In my childhood, everyone shared a knowledge of our community. So, direction could be “turn right” or “find the big tree,” in a rapidly changing culture this really doesn’t work. Think about it. If you’re in a room full of people, each of them facing which ever direction feels normal, then some tells everyone to turn right, well, they’re all still facing their own directions.
We can only follow God by knowing God.
If I’m facing east and you’re facing west, then “left” isn’t really any help for either of us. This is why we have to use absolute, concrete terms to find our way. We need true north if we are to find our way. Spiritually, morally, and ethically we need absolutes. I don’t want to scare you, but, by definition, every believer has to be a theologian. We can only follow God by knowing God, and we can do this by orienting ourselves to a third level of context, theology. What does this mean? Well, in a nutshell, we need the context about what a particular verse or section of Scripture is saying in relation to God’s absolute and eternal truth. What are these verses saying about God and creation, sin and redemption, mankind and the Kingdom?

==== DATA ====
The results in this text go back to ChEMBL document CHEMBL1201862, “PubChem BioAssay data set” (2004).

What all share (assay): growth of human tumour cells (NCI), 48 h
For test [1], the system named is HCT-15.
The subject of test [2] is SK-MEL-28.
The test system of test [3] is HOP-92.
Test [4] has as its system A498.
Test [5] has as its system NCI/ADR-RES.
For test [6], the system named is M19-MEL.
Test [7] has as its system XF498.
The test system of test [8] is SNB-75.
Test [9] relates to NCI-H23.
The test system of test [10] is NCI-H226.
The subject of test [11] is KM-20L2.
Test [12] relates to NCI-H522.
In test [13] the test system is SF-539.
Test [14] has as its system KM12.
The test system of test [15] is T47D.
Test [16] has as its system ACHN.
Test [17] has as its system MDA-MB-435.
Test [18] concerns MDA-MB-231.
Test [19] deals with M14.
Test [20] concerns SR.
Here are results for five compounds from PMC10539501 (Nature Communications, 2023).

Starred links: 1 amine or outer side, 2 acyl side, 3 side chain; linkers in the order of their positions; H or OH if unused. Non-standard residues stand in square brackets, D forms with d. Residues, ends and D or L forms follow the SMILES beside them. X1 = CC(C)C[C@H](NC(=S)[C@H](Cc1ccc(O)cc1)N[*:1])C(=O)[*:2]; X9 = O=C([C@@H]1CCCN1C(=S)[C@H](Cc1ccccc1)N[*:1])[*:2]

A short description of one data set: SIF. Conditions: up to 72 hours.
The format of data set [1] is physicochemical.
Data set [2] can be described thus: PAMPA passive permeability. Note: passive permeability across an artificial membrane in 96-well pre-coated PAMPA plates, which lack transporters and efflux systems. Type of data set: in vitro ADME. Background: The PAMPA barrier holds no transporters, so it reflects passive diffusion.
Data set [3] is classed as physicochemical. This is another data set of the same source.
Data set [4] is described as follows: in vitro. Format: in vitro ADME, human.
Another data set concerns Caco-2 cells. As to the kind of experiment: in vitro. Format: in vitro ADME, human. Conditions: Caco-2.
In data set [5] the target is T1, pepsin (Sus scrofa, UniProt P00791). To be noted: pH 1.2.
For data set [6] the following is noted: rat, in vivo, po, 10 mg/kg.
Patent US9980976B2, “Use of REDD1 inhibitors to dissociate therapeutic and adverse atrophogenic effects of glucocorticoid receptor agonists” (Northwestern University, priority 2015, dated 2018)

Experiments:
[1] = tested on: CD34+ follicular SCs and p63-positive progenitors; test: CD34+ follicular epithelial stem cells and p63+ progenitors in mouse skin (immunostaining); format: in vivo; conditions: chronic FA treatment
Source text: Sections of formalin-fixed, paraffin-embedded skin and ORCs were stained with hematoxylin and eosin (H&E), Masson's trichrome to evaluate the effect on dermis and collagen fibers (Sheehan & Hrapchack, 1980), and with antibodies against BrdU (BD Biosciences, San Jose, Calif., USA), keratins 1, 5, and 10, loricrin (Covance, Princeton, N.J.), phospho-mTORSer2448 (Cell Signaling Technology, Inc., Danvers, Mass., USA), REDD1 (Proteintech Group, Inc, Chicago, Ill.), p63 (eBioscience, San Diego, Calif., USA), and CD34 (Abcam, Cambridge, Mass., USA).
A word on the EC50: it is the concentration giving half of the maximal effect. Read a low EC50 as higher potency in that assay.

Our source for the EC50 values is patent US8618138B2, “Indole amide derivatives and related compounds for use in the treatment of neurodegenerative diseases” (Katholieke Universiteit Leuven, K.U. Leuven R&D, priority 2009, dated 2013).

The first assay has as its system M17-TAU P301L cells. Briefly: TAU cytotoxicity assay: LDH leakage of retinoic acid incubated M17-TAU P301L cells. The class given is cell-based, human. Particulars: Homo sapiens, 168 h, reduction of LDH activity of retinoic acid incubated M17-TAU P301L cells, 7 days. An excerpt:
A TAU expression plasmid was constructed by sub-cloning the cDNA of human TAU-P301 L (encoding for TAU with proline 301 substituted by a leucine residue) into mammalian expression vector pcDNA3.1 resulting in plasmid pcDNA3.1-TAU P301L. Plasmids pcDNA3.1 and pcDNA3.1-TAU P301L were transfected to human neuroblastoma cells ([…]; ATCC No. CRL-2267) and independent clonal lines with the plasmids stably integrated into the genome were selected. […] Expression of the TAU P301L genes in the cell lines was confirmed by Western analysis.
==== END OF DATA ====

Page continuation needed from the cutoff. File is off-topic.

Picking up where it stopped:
This sounds incredibly hard, and it is, which is precisely why we have the Scriptures, the Spirit’s guidance, the Community of Faith in the local church, and resources written and recorded by those gifted to teach and instruct us. After a while, you will begin to see the bigger theological picture of the verses you are reading in the overarching story of redemption. More importantly, you will begin to see how virtually every facet of God’s Word is designed to more clearly reveal the Divine Author at its heart.
How do we engage the words of Scripture then? Well, we have to find those absolutes. We have to dig into the theological revelations of the words we read and study. While the Bible will undoubtedly stir emotions and feelings in us, we cannot feel our way to God. We can’t base our lives on how we feel, because that can change moment to moment. Instead of asking ourselves or others how verses make us feel, we should ask questions like:
What does this text reveal about God?
What do these verses say about me/mankind/creation?
What do they teach about God’s relationship with me/mankind/creation?
How does this fit into the overarching plan of redemption? Is it teaching about sin or salvation?
Is there a specific moral or principle that it is teaching?
There are countless questions like these you could ask, but the main thing you’re trying to accomplish is to orient yourself theologically. We have to find what the verses reveal about God so that we can know God better and follow Him more closely.